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Casio LDF-50 review

Casio LDF-50

Casio unintentionally made a stylish adult watch with this timepiece.

The LDF-50 is a watch I've been eyeing for a few years and I finally bought one. The intended audience has been changed around a lot since its introduction. It's been billed as being for men, then unisex, then for women, then boys, then kids and then girls. Yes, all of them. And keep in mind the size and features of this timepiece never changed during all these classification changes. Casio simply does not know how to market this thing.

You might see the 46.7 x 23.6 x 11.4mm (length, width, thickness) dimensions and think, "Nope, too small."

Don't be so sure.

Yes, this watch is really skinny with its 23.6mm case width, but surprisingly readable. Part of the reason for the skinny case is that the watch has no side buttons at all. Everything is controlled from the face buttons below the display.

But more importantly...

Can a man get away with wearing one of these?

Casio LDF-50 on wrist

Yes, and it's for a very interesting reason.

If you take a look at the Fitbit Charge 2, which is a fitness tracker, the case size of that is 0.84 inches. That's 21.3mm, which is, amazingly, 2.3mm skinnier than the Casio LDF-50.

On the Fitbit web site, the super-skinny Charge 2 is shown being worn by both fit women and decidedly manly men. That sends out the message that it is totally OK for a man to wear something skinny on the wrist and still look masculine.

Heck, the Charge 2 isn't even the skinniest model Fitbit makes. The skinniest model with a display on it is the Alta, which is just 0.61" (15.5mm) across, and they show men wearing that too!

The Charge 2 does come in 3 sizes (small, large and XL), but that only refers to the strap length. Every model is still just 21.3mm across.

If you haven't guessed by now, the LDF-50, even though really skinny, basically looks like a fitness tracker, and that's why a man can totally get away with wearing one...

...if if fits the wrist.

I have a 6.75" wrist at the thickest point, and the LDF-50 does fit, but not by much. On the strap I'm only left with 2 holes before the strap runs out, so the biggest wrist this watch could fit would probably be 7" and no larger.

Can the strap be changed to something longer? Yeah, but it's better to just stick with the original. The lugs have that T-bar shape to them, meaning if another strap goes on (which starts at 20mm and tapers to 18mm), it has to be a 2-piece and a T cutout would have to be manually made to fit into the lug area.

I'll put it another way. If you can fit the F-91W or the CA-53W on your wrist, the LDF-50 should fit just fine.

Casio unintentionally made a cheap and stylish fitness tracker that isn't

The LDF-50 totally looks like a modern, stylish fitness tracker even though it's (poorly) marketed by Casio as a kid's/girl's/unisex/whatever watch.

You can currently get one for well under 50 bucks. I have never seen it for sale in any big box store, so it has to be bought online. There are several color variations. White, black, sky blue, pink, purple, and so on.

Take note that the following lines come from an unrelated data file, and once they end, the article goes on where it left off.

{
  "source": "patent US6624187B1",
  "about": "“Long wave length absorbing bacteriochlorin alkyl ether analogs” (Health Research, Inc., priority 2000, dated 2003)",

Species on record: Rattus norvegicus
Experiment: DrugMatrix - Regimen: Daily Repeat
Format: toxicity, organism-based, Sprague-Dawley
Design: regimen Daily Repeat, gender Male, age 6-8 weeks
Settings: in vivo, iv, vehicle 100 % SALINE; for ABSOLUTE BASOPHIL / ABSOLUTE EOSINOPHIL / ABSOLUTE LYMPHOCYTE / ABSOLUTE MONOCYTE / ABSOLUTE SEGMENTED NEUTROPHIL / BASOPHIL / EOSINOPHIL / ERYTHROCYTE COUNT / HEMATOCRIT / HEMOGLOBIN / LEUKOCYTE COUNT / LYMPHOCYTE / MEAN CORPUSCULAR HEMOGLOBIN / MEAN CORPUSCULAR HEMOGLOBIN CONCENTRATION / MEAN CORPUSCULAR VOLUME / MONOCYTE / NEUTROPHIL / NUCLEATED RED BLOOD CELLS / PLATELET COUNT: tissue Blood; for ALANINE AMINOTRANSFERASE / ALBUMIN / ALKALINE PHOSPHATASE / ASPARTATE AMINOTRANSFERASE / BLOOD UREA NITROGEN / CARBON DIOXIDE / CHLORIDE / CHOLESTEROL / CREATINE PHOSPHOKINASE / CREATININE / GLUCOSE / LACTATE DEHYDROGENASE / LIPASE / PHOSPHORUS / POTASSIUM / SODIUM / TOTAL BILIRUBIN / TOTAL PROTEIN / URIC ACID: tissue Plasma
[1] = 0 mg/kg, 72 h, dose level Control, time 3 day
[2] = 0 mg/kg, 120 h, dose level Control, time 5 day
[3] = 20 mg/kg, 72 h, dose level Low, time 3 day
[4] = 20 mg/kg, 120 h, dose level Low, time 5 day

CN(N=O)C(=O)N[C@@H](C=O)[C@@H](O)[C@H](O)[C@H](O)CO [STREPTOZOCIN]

Does the LDF-50 have any "smart" features? Nope. It's just a plain digital watch powered by a CR1216 battery that should last around 3 years.

Will this be a mainstream style of watches in the future?

It could be, given how wrist-wearable trends are going.

The LDF-50 has a strap that starts at 20mm and tapers to 18mm. The Fitbit's strap hasn't any taper. When you have something on the wrist where the electronic part of it slightly wider than the strap or exactly the same as the strap's width, that's the wristband design.

I do predict that there will be more wrist-wearable electronics that will adopt this design, both for fitness trackers and regular watches. This is a style that anyone can wear. It's modern, skinny, thin and says "I'm an active person".

Is the wristband look a new design? No, just modernized. The Cartier Tank, a very old model, is very close to being a wristband design but is a classic dress piece while modern wristband electronic designs are sport pieces.

The only thing keeping the tall/skinny case design from being a super huge hit is the fact it's still too skinny.

Both Casio and Fitbit almost have it right. Almost.

If the Fitbit were 22mm wide, that would be as good as it gets for that piece. It's very close to having that just-right width but is off by literally a few tenths of a millimeter.

Side note: Yes, I am aware of the Fitbit Surge. That's actually too big at 1.34" wide, which is 34mm. While 34mm sounds small, bear in mind the strap width matches the case, meaning it too is 34mm wide. Way, way too bulky. (And by the way, Fitbit will not send you a replacement band.)

If the Casio LDF-50 were slightly wider at 24mm and had a no-taper strap that matched the case width, that would be perfect for that timepiece.

I swear, if Timex stepped in the game here and made a 24mm rectangle version of the Ironman for sport and the Weekender for casual, wow... those would be super-popular watches. Timex already has the styles ready-to-go. All they need is to design the cases and put them into production. And yes, I would most certainly buy one of each.

Published 2017 May 5

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